By: Dr. Andre Benzer, PT, DPT, CSCS
The winter can be a tough time of year to deal with considering colder temperatures, less daylight hours, more work anxiety and other factors. However, it is also a time of year in which many choose to brighten up their weekends with two of America’s favorite pastimes: Skiing and snowboarding!
While these winter sports can be very fun and great workouts, it is important to understand the associated concerns and risks of injury that come with indulging in these sports. While beginners can be put at a higher risk of injuring themselves while hitting the slopes, it is very possible for even the most seasoned of skiers or snowboarders to suffer injuries. Let’s take a closer look at some of the most common types of skiing injuries:
Knee injuries: These are some of the most common types of ski injuries and can include sprains, strains, and tears of the ligaments and tendons in the knee.
Head injuries: While head injuries are less common than knee injuries, they also occur and can be very problematic if left untreated. Some common head injuries include concussions, skull fractures, and other types of head trauma.
Wrist injuries: Falling onto an outstretched hand when losing your balance can lead to sprains of ligaments, bones fractures, and potentially dislocations in the wrist.
Ankle injuries: Similar to wrist injuries, these can occur from traumatic falls and will include sprains, fractures, and dislocations.
Shoulder injuries: These can occur from falls and from overuse and include sprains, strains, dislocations, and fractures. One of the most common types of shoulder injuries seen on the slopes is acromioclavicular (AC) joint separations due to falling directly on the shoulder.
Back injuries: Back injuries can be caused by a number of different factors but most commonly are the result of falls or overuse. They can manifest in the form of irritating muscle strains, spinal fractures and potentially disc herniations.
Hypothermia and frostbite: Cold-related injuries can occur if the athlete is not properly dressed for the weather conditions. Proper layering is key whenever you head out to the mountain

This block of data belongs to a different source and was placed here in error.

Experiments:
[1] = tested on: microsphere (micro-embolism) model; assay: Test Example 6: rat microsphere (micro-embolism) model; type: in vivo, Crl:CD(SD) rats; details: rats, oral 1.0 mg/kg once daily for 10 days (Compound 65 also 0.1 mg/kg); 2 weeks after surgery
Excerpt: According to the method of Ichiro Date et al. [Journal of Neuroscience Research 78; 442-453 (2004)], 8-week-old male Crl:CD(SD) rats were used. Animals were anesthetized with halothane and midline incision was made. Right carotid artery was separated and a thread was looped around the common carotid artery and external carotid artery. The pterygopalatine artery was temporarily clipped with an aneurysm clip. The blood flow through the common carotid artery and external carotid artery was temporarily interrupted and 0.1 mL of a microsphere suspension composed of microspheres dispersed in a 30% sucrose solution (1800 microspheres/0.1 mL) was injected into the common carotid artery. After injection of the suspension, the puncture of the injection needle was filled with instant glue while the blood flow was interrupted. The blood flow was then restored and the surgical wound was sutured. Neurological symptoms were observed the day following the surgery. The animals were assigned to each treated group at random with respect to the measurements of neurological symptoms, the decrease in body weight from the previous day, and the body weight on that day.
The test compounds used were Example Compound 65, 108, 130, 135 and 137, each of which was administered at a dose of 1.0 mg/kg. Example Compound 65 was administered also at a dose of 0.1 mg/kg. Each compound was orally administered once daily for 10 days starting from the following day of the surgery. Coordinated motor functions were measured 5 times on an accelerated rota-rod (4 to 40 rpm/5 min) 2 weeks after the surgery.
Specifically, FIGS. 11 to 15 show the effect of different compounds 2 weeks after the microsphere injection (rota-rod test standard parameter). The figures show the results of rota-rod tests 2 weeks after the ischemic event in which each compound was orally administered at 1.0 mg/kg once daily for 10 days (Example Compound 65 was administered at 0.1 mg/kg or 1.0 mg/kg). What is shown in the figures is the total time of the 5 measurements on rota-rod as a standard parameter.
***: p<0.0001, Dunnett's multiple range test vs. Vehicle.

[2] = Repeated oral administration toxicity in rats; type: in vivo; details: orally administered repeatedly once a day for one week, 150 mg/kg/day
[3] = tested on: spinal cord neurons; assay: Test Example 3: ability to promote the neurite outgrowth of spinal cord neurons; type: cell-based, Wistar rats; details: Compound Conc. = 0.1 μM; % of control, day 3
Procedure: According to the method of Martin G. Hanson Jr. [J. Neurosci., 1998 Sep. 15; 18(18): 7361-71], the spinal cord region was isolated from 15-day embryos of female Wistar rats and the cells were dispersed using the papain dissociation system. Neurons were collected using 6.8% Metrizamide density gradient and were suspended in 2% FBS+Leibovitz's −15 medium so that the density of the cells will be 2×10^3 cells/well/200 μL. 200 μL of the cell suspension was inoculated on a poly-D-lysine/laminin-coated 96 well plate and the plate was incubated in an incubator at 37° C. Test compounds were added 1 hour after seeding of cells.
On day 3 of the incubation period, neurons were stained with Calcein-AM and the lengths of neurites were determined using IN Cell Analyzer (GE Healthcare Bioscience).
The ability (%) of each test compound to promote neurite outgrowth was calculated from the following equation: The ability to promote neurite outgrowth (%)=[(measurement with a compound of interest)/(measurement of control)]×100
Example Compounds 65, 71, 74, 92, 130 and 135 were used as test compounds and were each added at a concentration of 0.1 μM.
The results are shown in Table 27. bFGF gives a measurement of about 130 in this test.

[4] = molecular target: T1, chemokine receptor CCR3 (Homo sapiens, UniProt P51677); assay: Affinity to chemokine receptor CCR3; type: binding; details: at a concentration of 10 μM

Always make sure to take note of appropriate safety measures and to be aware of your own physical limits while skiing to reduce the risk of injury. Don’t push yourself just to keep up with your friends or family! It is also important to be mindful of wearing appropriate safety gear and to make sure that you seek medical attention if you suspect an injury. Almost all mountains have trained medical personnel on staff that can assist when needed!
You are now probably thinking to yourself “Wow. I never realized how dangerous and scary skiing and snowboarding is!”. Just to reiterate, these are generally worst case scenarios and with careful progression of intensity over time and making sure your body is fit for the task, you can greatly reduce your risk for injury.
“But Andre, I have no idea what to do in the gym to train for skiing or snowboarding!” Let’s dive a little bit deeper into what you can do in the gym or at home to make sure you make it back from the mountain in one piece:
Squats: This exercise helps to strengthen the quadriceps, hamstrings, and glutes, which are all important muscles for skiing.
Lunges: Lunges help to strengthen the thigh and calf muscles, which are important for maintaining balance and control while flying down the slopes on your skis or snowboard.
Calf raises: Calf raises help to strengthen the muscles in the lower leg, which are important for skiing and snowboarding as they help to absorb shock as you land from any bunny hops while making it easier to maintain balance.
Planks: Planks help to strengthen the core muscles, which are important for maintaining good postural control and trunk stability on the slopes.
Leg press: Similar to squats, this exercise is great for strengthening the quadriceps, hamstrings, and glutes, which are all important muscle groups for skiing.
Balance exercises: such as single-leg stands and unstable surface training can also be beneficial for improving balance and proprioception. Training your balance on unstable surfaces such as foam balance pads or BOSU balls are a great way to recreate the dynamic mountain environment in a controlled manner.
And lastly, always remember that it is very important to consult with your physician or physical therapist before starting any new sport or exercise program as they will help guide you through a proper program that suits your specific needs and goals while taking into account any pre-existing conditions that you may have.